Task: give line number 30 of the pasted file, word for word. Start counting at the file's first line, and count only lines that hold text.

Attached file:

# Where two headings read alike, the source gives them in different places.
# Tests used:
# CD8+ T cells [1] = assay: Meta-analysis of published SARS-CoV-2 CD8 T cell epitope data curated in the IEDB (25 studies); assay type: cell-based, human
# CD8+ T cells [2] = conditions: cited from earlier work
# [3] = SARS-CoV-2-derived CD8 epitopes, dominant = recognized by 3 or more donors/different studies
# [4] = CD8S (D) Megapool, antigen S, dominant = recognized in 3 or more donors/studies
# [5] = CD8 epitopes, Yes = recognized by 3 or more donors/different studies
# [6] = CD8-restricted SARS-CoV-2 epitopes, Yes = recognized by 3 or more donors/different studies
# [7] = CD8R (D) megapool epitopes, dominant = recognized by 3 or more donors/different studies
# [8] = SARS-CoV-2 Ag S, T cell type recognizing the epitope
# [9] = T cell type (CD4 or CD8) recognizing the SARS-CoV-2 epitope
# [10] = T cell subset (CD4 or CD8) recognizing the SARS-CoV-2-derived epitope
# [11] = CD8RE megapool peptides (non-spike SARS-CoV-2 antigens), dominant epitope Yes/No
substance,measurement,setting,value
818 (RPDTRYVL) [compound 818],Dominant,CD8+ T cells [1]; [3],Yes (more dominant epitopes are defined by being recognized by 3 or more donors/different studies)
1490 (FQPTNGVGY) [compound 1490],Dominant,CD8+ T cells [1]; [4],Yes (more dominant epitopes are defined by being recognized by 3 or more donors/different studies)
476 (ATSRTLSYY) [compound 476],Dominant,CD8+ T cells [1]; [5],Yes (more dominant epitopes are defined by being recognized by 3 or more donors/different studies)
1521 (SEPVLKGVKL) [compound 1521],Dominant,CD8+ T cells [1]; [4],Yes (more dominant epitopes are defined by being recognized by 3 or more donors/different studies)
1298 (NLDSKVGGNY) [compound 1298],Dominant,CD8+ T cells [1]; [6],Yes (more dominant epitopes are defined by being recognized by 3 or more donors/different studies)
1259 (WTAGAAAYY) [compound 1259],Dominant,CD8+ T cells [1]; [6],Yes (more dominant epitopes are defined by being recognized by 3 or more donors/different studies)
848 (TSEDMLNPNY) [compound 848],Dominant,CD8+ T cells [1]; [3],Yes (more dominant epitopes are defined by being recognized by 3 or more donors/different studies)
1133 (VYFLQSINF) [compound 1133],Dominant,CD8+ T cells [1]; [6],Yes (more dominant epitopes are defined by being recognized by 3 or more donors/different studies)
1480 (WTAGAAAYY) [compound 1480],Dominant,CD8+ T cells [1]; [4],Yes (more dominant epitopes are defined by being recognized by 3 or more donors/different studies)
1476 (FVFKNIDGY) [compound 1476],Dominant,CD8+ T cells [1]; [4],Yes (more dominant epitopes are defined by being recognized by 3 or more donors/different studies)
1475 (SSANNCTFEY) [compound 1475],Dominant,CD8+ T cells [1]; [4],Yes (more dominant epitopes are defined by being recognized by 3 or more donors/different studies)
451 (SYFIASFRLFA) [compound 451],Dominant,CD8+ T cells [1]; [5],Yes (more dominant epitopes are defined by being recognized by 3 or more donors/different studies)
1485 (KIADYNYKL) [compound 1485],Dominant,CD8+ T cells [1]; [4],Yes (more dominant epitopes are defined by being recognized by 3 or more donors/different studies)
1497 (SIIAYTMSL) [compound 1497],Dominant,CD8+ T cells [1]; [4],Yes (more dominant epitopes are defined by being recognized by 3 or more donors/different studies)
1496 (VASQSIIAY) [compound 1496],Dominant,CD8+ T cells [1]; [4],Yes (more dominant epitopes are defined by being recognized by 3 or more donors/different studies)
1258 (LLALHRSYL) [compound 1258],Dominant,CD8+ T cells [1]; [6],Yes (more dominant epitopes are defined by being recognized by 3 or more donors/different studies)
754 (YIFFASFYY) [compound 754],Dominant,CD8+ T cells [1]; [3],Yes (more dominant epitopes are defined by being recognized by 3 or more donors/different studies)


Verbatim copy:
1258 (LLALHRSYL) [compound 1258],Dominant,CD8+ T cells [1]; [6],Yes (more dominant epitopes are defined by being recognized by 3 or more donors/different studies)